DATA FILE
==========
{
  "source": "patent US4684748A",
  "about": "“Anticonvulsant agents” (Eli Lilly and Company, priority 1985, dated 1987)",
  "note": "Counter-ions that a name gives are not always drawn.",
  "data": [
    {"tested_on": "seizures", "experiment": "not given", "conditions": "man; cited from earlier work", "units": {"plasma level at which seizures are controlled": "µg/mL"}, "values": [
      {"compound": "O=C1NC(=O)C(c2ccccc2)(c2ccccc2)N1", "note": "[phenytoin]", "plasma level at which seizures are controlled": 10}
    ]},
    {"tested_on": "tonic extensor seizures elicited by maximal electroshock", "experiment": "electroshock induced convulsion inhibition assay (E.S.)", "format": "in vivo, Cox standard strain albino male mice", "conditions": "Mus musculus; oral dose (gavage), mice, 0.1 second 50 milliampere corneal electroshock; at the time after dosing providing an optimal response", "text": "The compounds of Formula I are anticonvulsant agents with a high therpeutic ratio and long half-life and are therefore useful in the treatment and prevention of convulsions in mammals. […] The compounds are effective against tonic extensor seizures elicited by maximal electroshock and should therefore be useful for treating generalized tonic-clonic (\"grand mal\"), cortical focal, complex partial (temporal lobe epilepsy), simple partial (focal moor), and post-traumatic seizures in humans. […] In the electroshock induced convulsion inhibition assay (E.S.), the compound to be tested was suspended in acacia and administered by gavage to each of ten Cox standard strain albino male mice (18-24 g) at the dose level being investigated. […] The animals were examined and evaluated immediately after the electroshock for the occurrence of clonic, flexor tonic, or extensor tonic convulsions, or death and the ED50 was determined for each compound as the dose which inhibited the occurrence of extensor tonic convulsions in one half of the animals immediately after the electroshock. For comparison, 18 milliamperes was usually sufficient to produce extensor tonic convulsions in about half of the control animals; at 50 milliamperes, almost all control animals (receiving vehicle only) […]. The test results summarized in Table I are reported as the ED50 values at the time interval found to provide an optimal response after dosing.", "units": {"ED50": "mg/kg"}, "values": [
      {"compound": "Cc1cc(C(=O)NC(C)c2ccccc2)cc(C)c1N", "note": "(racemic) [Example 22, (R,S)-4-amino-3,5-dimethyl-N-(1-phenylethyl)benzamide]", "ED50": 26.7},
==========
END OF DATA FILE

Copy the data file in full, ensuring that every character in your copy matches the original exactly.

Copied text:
{
  "source": "patent US4684748A",
  "about": "“Anticonvulsant agents” (Eli Lilly and Company, priority 1985, dated 1987)",
  "note": "Counter-ions that a name gives are not always drawn.",
  "data": [
    {"tested_on": "seizures", "experiment": "not given", "conditions": "man; cited from earlier work", "units": {"plasma level at which seizures are controlled": "µg/mL"}, "values": [
      {"compound": "O=C1NC(=O)C(c2ccccc2)(c2ccccc2)N1", "note": "[phenytoin]", "plasma level at which seizures are controlled": 10}
    ]},
    {"tested_on": "tonic extensor seizures elicited by maximal electroshock", "experiment": "electroshock induced convulsion inhibition assay (E.S.)", "format": "in vivo, Cox standard strain albino male mice", "conditions": "Mus musculus; oral dose (gavage), mice, 0.1 second 50 milliampere corneal electroshock; at the time after dosing providing an optimal response", "text": "The compounds of Formula I are anticonvulsant agents with a high therpeutic ratio and long half-life and are therefore useful in the treatment and prevention of convulsions in mammals. […] The compounds are effective against tonic extensor seizures elicited by maximal electroshock and should therefore be useful for treating generalized tonic-clonic (\"grand mal\"), cortical focal, complex partial (temporal lobe epilepsy), simple partial (focal moor), and post-traumatic seizures in humans. […] In the electroshock induced convulsion inhibition assay (E.S.), the compound to be tested was suspended in acacia and administered by gavage to each of ten Cox standard strain albino male mice (18-24 g) at the dose level being investigated. […] The animals were examined and evaluated immediately after the electroshock for the occurrence of clonic, flexor tonic, or extensor tonic convulsions, or death and the ED50 was determined for each compound as the dose which inhibited the occurrence of extensor tonic convulsions in one half of the animals immediately after the electroshock. For comparison, 18 milliamperes was usually sufficient to produce extensor tonic convulsions in about half of the control animals; at 50 milliamperes, almost all control animals (receiving vehicle only) […]. The test results summarized in Table I are reported as the ED50 values at the time interval found to provide an optimal response after dosing.", "units": {"ED50": "mg/kg"}, "values": [
      {"compound": "Cc1cc(C(=O)NC(C)c2ccccc2)cc(C)c1N", "note": "(racemic) [Example 22, (R,S)-4-amino-3,5-dimethyl-N-(1-phenylethyl)benzamide]", "ED50": 26.7},